Vitality and Wisdom

If you want a long term goal as a direction of travel, you will struggle to find a better one than building vitality and wisdom.

Vitality [ vahy-tal-i-tee ]

noun, plural vi·tal·i·ties.

1. exuberant physical strength or mental vigor: a person of great vitality.

2. capacity for survival or for the continuation of a meaningful or purposeful existence:the vitality of an institution.

3. power to live or grow: the vitality of a language.

4. vital force or principle. 

Wisdom [ wiz-duhm ]


1. the quality or state of being wise; knowledge of what is true or right coupled with just judgment as to action; sagacity, discernment, or insight.

2. scholarly knowledge or learning: the wisdom of the schools.

3. wise sayings or teachings; precepts.

4. a wise act or saying.


Vitality, or vigour, can be summed up as staying physically young for as long as possible. Someone with vigour has energy, enthusiasm, and ‘aliveness’ and the absence of fatigue, weariness, and exhaustion. Most research attempt to measure it using a Vitality subscale as part of various medical questionnaires that include four questions: 

  • Did you feel full of pep? 
  • Did you have a lot of energy? 
  • Did you feel worn out? 
  • Did you feel tired?

The feelings of energy and aliveness are both physical and mental, linked to self-actualisation, self-esteem and self-motivation. As well as having physical strength and being free from pain, those that see themselves as having vitality also express excitement, enthusiasm, and spontaneity. The subjective element of vitality suggests that it goes much further than being physically healthy and an attitude that can be chosen and practised. 


The traditional interpretation of wisdom from western philosophy related to ‘knowing the truth of things’. For someone to be wise, they must have integrated knowledge, unbiased judgement, ethics, compassion, insight, and self-awareness. Psychologists mainly use self-assessment methods to measure wisdom; these suggest that wisdom is developed through life experience, openness, emotional control, and reflectiveness. The DIKW pyramid from Information theory provides a more objective view of wisdom, listing it at the top of the cognitive hierarchy. Data is processed to create information (the what), cognition is used to turn information into knowledge (the how), and finally, judgement is used to produce wisdom (the why). 

Developing vitality and wisdom

To develop vitality, you need to maintain high energy levels and avoid fatigue. Training consistently with moderation is required and keep high-intensity exhausting sessions that push you towards failure to short blocks once or twice per year. A foundation of strength and mobility is essential that is supplemented by sport and adventure.

To develop wisdom, you need to focus on gaining knowledge, applying it, and then reflecting on your decisions to build better judgement. Charlie Munger suggests starting by learning the various cognitive bias to understand better how you come to conclusions. Naval Ravikant recommends learning the basics of all the hard sciences so you can pick up any book in a library and understand it. Read, do stuff, then try to understand the outcome.

Goal setting for inspiration

I have been reading Sir Chris Hoy’s ‘How to ride a bike’ over the last few days. The book is an excellent training manual that I highly recommend it for any cyclist. Hoy starts with the basics, including choosing a bike and road safety but quickly moves to training details. As one of the most successful British athletes of all time, winning Eleven World Championships and six Olympic gold medals, some training methods, such as the clown bike where Hoy would do short high cadence intervals at 320+ rpm are not for the faint of heart. There is no referenced research on the methods to satisfy the more geeky time trialist, but it makes it an easier read and Hoy was at the cutting edge for most of his career, and at the hight of British Cycling’s rise, so the methods have provenance.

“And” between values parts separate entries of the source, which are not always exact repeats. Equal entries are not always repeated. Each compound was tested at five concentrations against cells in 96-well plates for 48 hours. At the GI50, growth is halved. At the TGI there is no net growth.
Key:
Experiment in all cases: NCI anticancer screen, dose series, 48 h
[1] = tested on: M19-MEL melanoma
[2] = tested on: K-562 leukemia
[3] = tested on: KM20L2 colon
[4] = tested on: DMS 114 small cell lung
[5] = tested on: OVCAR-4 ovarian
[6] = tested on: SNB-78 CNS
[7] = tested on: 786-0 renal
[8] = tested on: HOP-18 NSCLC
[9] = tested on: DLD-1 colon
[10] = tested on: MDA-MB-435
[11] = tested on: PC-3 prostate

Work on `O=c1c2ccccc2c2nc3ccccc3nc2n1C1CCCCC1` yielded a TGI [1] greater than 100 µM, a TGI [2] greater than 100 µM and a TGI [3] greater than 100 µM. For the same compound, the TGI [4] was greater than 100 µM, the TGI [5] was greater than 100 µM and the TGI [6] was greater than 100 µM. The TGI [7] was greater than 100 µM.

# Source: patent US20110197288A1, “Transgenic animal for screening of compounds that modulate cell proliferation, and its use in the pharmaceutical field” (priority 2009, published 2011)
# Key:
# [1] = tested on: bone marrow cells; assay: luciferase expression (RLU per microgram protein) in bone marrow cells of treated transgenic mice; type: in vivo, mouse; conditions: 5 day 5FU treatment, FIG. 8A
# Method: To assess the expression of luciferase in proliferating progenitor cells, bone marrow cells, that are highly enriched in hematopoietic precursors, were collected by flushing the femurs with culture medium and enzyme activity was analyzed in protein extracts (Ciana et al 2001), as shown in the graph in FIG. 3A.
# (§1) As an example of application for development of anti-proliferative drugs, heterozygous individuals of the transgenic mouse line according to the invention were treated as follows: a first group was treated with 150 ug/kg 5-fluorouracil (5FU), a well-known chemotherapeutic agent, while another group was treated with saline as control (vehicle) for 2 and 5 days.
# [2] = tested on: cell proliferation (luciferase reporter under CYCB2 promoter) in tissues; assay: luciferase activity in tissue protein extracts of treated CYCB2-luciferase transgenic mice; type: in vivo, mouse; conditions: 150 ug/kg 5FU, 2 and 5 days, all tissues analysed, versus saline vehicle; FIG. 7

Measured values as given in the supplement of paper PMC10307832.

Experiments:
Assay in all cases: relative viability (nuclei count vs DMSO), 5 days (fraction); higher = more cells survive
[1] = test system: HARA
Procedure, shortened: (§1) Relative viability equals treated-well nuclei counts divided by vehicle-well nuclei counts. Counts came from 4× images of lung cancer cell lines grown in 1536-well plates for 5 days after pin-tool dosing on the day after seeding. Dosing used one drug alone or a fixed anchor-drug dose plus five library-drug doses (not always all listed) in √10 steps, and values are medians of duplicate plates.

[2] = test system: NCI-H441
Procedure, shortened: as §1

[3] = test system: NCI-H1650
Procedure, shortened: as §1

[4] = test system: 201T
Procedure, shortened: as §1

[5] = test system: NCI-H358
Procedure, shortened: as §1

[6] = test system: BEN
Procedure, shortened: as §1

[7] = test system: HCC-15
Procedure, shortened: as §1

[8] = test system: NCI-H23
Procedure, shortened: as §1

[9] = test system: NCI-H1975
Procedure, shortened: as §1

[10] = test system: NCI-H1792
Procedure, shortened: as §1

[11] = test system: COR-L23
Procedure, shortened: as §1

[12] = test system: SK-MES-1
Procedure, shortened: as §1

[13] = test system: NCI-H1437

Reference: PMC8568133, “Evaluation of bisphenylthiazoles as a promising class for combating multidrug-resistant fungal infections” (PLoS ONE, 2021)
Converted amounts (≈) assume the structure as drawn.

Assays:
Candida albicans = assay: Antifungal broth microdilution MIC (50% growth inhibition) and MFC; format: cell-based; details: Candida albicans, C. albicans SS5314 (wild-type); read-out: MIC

Later in the book, Hoy writes about setting and managing goals. He suggests setting a massive goal that you would love to do, that is a bit beyond you, and is a little scary such as riding a tour du France mountain stage in l’Etape du Tour or targetting a national age-group title. You can then spend time analysing precisely what is needed to achieve the goal and compare them to where you are. You can then create a ‘recipe for success’ planning out exactly what you need to do in your training, recovery, nutrition, and equipment to bridge the gap. Finally, Hoy quotes advice given to him by Chis Boardman, if you are not excited when you read through the plan, then rip it up and start again. 

The big goal acts as a motivation to carry out each day’s plan and develop discipline in your training. Hoy suggests you close your eyes, imagine doing something that excites and gives you goosebumps, then write it down, plan out how you can get there an, and then do it. 

How to choose and manage your cycling goals

  1. Choose a big scary goal so large that you are almost embarrassed to tell people. 
  2. Research and map out each aspect of what it will take to achieve the goal, such as a required power to weight ratio and equipment needs.
  3. Map out where you are now against the requirements to identify what you need to do.
  4. Create a long term plan to bridge the gap between where you are now and where you need to be.
  5. Create a detailed plan for the next four weeks.
  6. Execute the plan flawlessly, ‘controlling the controllable.’
  7. Review at the end of the four weeks to assess if the plan achieved the intended outcomes.
  8. Repeat steps 7-7 until the big scary goal is complete.